$900 Billion Stimulus Throws a Rope, but Retail Needs More

The $900 billion stimulus that Congress passed last month offers some key avenues of support for struggling retailers, including $248 billion to the Small Business Administration to facilitate another round of paycheck protection program loans. 

With control of the Senate shifting Wednesday, as Democrats Jon Ossoff and Raphael Warnock prevailed in the Georgia runoff elections, retail attorneys are hoping that more help will be forthcoming from Congress and the incoming Biden administration. 

“I think with Georgia, [Congress] will really have an impact, because I think the new Biden administration will do much more for retail,” said Staci Jennifer Riordan, partner at Nixon Peabody LLP. 

Part of that would also require boosting stimulus payments to citizens, she said. It’s unclear how the latest stimulus bill will affect consumer spending, as it has dispensed the much debated sum of $600 in stimulus payments to citizens, though it also includes additional unemployment aid, rental assistance and some temporary relief from evictions. With Biden and the Democrats in charge, there could be hope for another round of stimulus to follower sooner, and potentially with higher stimulus payments. 

Meanwhile, the latest package renews the paycheck protection loan program, which had rolled out under the CARES Act in March, when pandemic-related lockdowns were going into place around the country. The program, overseen by the Small Business Administration, is meant to provide forgivable loans to businesses, with the ostensible mission of preventing layoffs and helping businesses with rent. The original PPP loans were made available for companies with less than 500 employees, while the new round restricts it somewhat to companies with less than 300 employees. But the goal again is to cover roughly two months of payroll expenses.  

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The latest legislation includes tax benefits related to PPP loans, including provisions to make it tax deductible to spend money with forgiven loans, a benefit that wasn’t as apparent during the earlier round of PPP loans. 

Companies that applied for PPP loans during the earlier round would be able to apply again under this second stimulus package, particularly if they’re able to show continuing financial difficulties, attorneys said.   

“This will save small businesses billions of dollars,” said Ilana Lubin, partner at Crowell & Moring LLP. 

At the same time, apparel retailers continuing to see low foot traffic as the coronavirus pandemic spreads in the U.S. need more robust financial support and a resolution to the ongoing question of how to handle rent payments, said retail attorneys. 

Retailers who managed to avoid bankruptcy court had to work out concessions with landlords, which in some cases involved deferring rent payments.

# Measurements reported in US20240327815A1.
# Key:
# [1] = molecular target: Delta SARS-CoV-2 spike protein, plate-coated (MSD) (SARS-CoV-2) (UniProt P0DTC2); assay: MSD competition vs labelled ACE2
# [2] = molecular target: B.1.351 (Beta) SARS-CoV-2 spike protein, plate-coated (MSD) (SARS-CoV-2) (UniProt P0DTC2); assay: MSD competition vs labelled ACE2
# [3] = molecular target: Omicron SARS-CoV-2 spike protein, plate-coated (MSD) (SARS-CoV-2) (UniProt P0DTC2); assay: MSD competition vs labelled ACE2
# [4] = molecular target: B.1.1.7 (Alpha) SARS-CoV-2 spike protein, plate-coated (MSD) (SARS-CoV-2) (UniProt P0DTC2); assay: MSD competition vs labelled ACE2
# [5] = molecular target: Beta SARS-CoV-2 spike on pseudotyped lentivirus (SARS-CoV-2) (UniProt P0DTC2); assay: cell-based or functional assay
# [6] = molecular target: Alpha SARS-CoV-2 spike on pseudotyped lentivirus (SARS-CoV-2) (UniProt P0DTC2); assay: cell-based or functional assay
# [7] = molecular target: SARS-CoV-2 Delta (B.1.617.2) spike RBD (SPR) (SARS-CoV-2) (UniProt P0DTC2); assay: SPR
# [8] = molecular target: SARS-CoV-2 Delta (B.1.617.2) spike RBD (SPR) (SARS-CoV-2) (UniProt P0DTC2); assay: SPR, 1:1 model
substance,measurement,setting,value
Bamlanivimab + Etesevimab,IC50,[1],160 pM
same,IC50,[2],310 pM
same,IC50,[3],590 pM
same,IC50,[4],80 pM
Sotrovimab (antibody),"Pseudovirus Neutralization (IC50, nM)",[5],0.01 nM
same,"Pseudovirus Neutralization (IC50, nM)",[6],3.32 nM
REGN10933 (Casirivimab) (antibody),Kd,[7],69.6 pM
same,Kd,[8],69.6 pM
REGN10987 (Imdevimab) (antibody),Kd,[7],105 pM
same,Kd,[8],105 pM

“So it’s a very challenging time, and the money’s great, the clarifications are fabulous, but I don’t know if it’s enough to save the small businesses that are really hurting,” said Riordan. 

“Congress needs to figure it out in a way that’s perceived as fair, and they could fix that portion,” she said. “It’s retail leases that are going to end up putting people out of business.”

The bill’s other provisions include potential longer-term and indirect benefits for retailers, in the form of potential tax breaks of renewable energy. The bill provides $7 billion to support broadband internet, including $300 million focused on rural areas. 

“When you think about the trends in retail with respect to sustainability, to the extent retailers can make investments, there is incentive to invest in sustainable energy,” said Lubin. 

Separately on Wednesday, the Department of Labor put out a final rule that is expected to expand the definition of who qualifies as an independent contractor rather than an employee. The rule, if it were to go into effect, is expected to affect not just workers at gig-economy companies, but delivery drivers, cleaning crews and other contract staff. 

“It expands the definition of independent contract for many workers,” said Michael Hayes, Associate Professor of Law at the University of Baltimore. 

Workers categorized as independent contractors are generally exempt from federal labor law protections including minimum wage, overtime and even safety protections under the Occupational Safety and Health Act. 

But the DOL’s final rule isn’t slated to go into effect until this March, and the Biden administration is expected to issue a regulatory freeze that would stall last-minute rule changes during the final weeks of the Trump presidency.

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